46B-13 to 24 Upper Intersection Fairings

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The U-01434-L/R Upper Intersection Fairings are first trimmed to scribe lines, and then test fitted to the fuselage.

They incorporate a flange at the aft edge which is used to cleco the fairings closed … it will be removed later. Once happy with the fit, the flanges are drilled for the clecos.

I found that the natural fit of the moldings was very good, and required little adjustment.

The manual again assumes that you have transparent fairings with no gel coat, instructing you to “Drill #19 the inboard-most screw attach hole in the upper intersection fairing that aligns with the outboard-most cowl attach screw hole”. With gel coated fairings you obviously can’t see this hole. But the fairings do have a molded dimple to mark the screw position, so I just drilled this with my fingers crossed. It lined up well, and actually helped to decide on the fairing’s fore/aft position.


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I used 8 layers of my masking tape to get a snug fit between the fairings and the gear leg fairings.

A snug fit ensures the fairing is in the correct place as the remaining holes are match drilled.


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My fairings needed a firm tension to keep them formed correctly against the fuselage profile.


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Once the holes had been drilled, and clecos inserted, I removed the tape, checking all was still in the correct position.


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My right fairing needed more encouragement to fit snuggly.


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Nutplates temporarily screwed into position on the outside to match drill.


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Rivets squeezed on the cowling with easy access …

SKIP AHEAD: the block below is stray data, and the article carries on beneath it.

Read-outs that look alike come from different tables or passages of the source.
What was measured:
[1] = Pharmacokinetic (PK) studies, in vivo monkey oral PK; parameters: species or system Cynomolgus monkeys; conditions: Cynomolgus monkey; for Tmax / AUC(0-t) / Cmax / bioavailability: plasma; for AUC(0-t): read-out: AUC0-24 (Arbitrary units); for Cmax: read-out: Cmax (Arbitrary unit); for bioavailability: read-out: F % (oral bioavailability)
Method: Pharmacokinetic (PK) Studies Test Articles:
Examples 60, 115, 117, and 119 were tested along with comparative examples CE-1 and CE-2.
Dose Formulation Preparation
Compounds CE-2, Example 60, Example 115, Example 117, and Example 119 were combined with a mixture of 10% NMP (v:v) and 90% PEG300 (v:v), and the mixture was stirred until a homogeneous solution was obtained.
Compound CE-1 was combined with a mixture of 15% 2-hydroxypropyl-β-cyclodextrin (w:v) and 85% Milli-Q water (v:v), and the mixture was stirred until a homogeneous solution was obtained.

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But the nutplates on the fuselage underside needed a helper with a bucking bar … thanks Coral! : )


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The fairing/fuselage interface has to have epoxy/flox added, to provide a greater bearing surface and more material for the screw countersinks.

I used thin parcel tape as a release agent.


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Beeswax as a release agent on the attachment screws.


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I dispensed the epoxy/flox mixture from a plastic bag corner.


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The hardest part of this little operation was finding the first screw hole through the epoxy mix, without sliding the fairing around too much and thus disrupting the carefully applied epoxy/flox.


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A view from underneath with the excess epoxy cleaned off.


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Once the epoxy had set the fairings easily came off, the parcel tape acting as a good release agent.

I used tape to mark the aft postion of the leg fairings.


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The next stage involves embedding a nut in epoxy/flox.

So I scuffed the nut surface with a file for added adhesion.


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More parcel tape to prevent the outboard screw side of the fairing bonding to the nut attachment side.


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Here’s the result after encapsulating the AN365-632A nut and forming a fillet in the aft fairing join.

After the epoxy set, I trimmed the front portion back to the marks made for the aft gear fairing edge, using a Dremel drum sander.


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Even when using a reduced diameter #40 countersink, I found the resulting holes for the screws were very big.

So I filled the excess gap by …


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… adding Microballoons filler, around a suitably sized tube with packing tape wrapped around to act as a release agent.


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I trimmed off the excess epoxy flox with a Dremel drum sander.


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The aft flange is trimmed, ensuring enough remains to sand to a nice taper.


Upper Fairings all done now … there was quite a lot of work in these, due to the many epoxy/flox processes.

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